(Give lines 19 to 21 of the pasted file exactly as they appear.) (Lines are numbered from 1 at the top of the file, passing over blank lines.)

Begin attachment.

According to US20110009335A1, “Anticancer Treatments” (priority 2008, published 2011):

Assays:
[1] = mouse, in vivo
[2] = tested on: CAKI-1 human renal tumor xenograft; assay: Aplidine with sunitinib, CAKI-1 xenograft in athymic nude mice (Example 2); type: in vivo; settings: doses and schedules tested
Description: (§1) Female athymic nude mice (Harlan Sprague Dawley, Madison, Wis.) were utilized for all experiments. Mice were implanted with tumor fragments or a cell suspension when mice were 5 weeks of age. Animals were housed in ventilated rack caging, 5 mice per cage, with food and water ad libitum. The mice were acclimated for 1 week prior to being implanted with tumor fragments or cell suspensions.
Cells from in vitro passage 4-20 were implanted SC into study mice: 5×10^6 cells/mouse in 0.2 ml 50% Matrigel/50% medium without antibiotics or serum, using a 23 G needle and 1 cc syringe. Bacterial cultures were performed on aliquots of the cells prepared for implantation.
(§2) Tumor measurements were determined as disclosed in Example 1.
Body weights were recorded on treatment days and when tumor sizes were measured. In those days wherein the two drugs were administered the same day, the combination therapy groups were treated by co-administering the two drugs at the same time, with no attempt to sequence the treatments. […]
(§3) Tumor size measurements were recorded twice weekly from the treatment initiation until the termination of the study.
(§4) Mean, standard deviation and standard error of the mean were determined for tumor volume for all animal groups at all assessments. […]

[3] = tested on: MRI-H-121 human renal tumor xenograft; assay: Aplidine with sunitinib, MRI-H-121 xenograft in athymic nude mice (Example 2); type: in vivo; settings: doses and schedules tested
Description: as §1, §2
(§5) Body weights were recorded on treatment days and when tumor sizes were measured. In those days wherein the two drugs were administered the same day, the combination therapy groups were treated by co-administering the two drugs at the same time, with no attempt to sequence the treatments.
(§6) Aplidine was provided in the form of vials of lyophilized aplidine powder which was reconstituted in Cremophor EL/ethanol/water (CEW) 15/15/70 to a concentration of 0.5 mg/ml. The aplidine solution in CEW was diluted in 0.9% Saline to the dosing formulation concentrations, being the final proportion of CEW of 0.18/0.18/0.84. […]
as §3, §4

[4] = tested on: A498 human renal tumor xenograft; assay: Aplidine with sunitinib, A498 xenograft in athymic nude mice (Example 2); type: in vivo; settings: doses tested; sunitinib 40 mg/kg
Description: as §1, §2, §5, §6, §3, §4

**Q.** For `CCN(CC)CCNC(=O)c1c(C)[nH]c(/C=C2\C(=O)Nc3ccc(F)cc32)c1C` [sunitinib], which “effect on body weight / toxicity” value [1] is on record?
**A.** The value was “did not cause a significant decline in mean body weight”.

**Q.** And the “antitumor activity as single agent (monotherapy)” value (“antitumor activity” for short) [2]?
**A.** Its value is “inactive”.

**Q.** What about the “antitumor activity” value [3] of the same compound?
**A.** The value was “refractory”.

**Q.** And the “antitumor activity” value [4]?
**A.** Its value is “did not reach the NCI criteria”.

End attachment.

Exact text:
**A.** The value was “did not cause a significant decline in mean body weight”.

**Q.** And the “antitumor activity as single agent (monotherapy)” value (“antitumor activity” for short) [2]?
**A.** Its value is “inactive”.